Can Cat Litter be Flushed?
One of the biggest parts of owning a cat that can be frustrating for owners is needing to deal with the upkeep of a litter box.
Even if you are only scooping daily and then replacing litter once or twice a month, figuring out the best way to dispose of waste and unused kitty litter can be a time-consuming affair.
That is why many cat owners are left with the question: “Can cat litter be flushed down the toilet?”
Flushing used kitty litter away is an appealing solution since it would eliminate the problem without needing to put it in the trash or find another disposal option.
Still, just because you can do so, it does not mean that you should. Technically, there are flushable cat litters available in the market today.
Aptly named, you can flush them down the toilet without any immediate concerns.
Some cat owners choose to purchase flushable cat litter because they believe that this will be the easiest way to dispose of used litter.
As similar to any products, though, there are pros and cons of using them, which means, flushable litter is not always a cut-and-dry solution.
Some of the best reasons why you should consider flushable litters are:
One of the biggest benefits of flushable litter is that you can easily dispose of cat waste without needing to dispose of it in your standard trash.
It is a huge convenience compared to regular cat litter, and that is why many people are initially attracted to flushable litter.
Another benefit of using flushable litter is that you will not be adding to the buildup of landfill waste.
The environmental impact of flushable litter in that sense is less than that of regular cat litter.
An additional investigation into the process of flushing kitty litter shows that this might not be the best idea because of the following:
Risk of Parasites
Most pet owners do not realize that pet waste is actually a pollutant that can cause serious devastation to the environment if it is not disposed of properly.
Flushing kitty litter and cat waste down the toilet also puts both humans in the area and wildlife at risk of some parasites that can develop in waste.
Cat waste, in particular, can contain parasites that can infect humans. While most can easily fight off these infections, those with compromised immune systems will find it more difficult to do so.
Additionally, water treatment plants that handle waste management do not always use the right chemicals to treat away the specific parasites found in cat waste.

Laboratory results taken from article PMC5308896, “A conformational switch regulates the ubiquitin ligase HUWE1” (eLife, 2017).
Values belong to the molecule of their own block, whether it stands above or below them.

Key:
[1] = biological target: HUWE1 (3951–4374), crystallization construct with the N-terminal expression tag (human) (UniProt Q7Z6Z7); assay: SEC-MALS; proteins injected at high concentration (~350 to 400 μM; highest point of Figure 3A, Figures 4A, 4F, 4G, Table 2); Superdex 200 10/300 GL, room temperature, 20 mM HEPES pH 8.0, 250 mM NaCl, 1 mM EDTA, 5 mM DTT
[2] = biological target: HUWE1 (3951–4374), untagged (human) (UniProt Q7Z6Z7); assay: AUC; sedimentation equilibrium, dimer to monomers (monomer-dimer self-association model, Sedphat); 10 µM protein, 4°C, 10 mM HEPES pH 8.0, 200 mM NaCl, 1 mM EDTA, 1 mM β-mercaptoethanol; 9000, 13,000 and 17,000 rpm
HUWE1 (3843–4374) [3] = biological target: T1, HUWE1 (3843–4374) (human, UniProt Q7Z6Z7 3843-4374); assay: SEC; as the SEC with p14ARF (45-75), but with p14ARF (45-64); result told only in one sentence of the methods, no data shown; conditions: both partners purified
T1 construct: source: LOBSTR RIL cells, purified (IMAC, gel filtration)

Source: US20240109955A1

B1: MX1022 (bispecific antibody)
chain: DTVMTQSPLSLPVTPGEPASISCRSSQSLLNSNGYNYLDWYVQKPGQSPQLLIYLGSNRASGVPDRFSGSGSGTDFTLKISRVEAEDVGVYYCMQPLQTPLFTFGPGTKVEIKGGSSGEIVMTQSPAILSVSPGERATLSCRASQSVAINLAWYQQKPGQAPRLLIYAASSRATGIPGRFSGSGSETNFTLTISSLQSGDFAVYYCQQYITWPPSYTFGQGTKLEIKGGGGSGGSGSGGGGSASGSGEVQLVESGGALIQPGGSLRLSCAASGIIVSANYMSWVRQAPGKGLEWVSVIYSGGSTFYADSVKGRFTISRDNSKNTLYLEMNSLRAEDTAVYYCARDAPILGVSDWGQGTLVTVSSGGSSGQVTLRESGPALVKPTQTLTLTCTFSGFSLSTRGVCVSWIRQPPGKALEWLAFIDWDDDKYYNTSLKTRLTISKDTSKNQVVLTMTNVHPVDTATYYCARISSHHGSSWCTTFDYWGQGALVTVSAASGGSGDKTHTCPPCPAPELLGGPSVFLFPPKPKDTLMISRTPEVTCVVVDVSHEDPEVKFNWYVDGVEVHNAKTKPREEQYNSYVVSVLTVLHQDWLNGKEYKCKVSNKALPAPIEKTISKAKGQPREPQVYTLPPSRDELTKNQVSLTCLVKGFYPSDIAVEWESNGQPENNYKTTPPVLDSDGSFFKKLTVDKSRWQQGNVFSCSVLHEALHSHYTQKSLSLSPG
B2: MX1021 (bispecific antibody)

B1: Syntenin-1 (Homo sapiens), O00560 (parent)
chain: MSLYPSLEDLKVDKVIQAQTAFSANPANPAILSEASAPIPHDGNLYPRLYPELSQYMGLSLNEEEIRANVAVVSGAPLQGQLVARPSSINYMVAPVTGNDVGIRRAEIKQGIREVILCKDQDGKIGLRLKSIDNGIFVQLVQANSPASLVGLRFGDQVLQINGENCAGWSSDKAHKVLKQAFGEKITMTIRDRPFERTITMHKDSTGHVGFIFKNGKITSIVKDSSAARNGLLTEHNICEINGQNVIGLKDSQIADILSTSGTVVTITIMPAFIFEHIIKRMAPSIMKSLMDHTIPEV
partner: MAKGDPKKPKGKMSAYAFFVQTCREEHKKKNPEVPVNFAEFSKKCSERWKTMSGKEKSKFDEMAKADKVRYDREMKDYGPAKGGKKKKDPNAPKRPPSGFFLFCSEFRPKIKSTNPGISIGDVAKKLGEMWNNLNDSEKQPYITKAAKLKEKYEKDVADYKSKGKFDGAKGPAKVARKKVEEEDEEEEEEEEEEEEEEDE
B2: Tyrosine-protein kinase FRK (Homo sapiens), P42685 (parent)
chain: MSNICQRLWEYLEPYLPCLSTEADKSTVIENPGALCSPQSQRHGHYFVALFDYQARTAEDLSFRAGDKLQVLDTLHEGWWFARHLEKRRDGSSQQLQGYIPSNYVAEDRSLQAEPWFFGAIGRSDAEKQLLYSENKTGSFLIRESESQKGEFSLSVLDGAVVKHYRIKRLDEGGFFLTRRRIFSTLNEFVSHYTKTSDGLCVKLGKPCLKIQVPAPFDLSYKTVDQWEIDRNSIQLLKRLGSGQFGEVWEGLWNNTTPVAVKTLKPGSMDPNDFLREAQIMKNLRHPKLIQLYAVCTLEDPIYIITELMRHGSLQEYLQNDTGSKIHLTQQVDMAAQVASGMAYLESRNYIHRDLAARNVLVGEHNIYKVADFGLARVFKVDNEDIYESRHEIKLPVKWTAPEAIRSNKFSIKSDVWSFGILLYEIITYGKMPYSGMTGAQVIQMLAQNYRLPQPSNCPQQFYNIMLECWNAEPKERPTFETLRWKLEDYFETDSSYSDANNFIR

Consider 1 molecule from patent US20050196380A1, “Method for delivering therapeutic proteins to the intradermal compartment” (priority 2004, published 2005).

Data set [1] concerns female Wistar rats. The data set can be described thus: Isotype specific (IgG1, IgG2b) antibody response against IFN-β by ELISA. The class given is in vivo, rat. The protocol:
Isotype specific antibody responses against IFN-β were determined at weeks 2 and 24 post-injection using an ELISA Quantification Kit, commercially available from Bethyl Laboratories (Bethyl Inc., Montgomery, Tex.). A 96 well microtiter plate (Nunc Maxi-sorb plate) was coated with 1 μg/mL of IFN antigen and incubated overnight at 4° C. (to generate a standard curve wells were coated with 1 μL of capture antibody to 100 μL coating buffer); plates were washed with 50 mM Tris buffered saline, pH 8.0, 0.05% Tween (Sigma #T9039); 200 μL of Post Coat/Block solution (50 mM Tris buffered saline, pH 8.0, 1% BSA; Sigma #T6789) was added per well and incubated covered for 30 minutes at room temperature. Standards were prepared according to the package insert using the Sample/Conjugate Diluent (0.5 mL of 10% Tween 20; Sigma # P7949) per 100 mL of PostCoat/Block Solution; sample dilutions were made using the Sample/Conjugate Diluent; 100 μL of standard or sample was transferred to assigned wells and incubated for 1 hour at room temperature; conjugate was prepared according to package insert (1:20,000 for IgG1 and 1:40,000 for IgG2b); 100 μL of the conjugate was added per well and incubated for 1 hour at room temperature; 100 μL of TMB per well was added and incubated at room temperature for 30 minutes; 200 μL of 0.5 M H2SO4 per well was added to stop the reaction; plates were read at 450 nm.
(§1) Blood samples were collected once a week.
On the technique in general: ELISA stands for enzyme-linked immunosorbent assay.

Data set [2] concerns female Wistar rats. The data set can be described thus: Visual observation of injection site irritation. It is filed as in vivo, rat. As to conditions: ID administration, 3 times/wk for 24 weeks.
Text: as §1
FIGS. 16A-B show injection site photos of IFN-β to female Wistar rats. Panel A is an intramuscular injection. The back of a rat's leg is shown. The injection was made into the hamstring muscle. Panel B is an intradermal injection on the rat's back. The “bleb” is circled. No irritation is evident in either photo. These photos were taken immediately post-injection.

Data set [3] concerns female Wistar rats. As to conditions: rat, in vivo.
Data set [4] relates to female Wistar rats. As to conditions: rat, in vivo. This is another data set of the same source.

These plants manage human waste, so parasites spread through pet waste will not be handled properly, which can lead to more problems.
In particular, those who live in coastal regions should not flush cat poop down the toilet because it puts sea otter populations at risk due to a specific type of bacteria that may not be properly destroyed by the waste management systems in place.
Those who use septic tanks should also avoid flushing cat waste since the parasites could develop in the tank and then cause the waste management products inside the septic system to stop working properly.
Pipe or Plumbing Problems
Regardless of whether or not you are using an eco-friendly and flushable litter, there is a good chance that your plumbing system can’t handle that specific type of waste effectively.
In many cases, the following could be a problem for disposing of cat waste in this way:
- Small pipes
- Low-flow toilets
- Septic systems
- Clogs caused by climbing
There are many ways that flushing cat litter down the toilet can go wrong, so it is best to avoid this unless you first check out how your plumbing works and are sure that it will not cause any issues.
Pet Waste: A Hidden Pollutant
Can cat litter be flushed down the toilet? Yes, it can, but it shouldn’t be in most cases.
Disposing of cat litter by flushing it down the toilet can seem like an easy out-of-sight, out-of-mind option, but there are more potential problems to this solution than most cat owners realize.
If you want to dispose of cat litter in an eco-friendly way, the best thing you can do is to use biodegradable bags to collect all the cat waste and litter affected by cat waste.
Then, dispose of cat litter in a compost pile with the appropriate disinfectants.
Do not use any compost that was treated with cat litter on edible plants to avoid the risk of spreading diseases.
Overall, it is not a good idea to flush any pet waste down the toilet. The risk is far higher than the potential reward, in this case, so finding another disposal method is a better idea.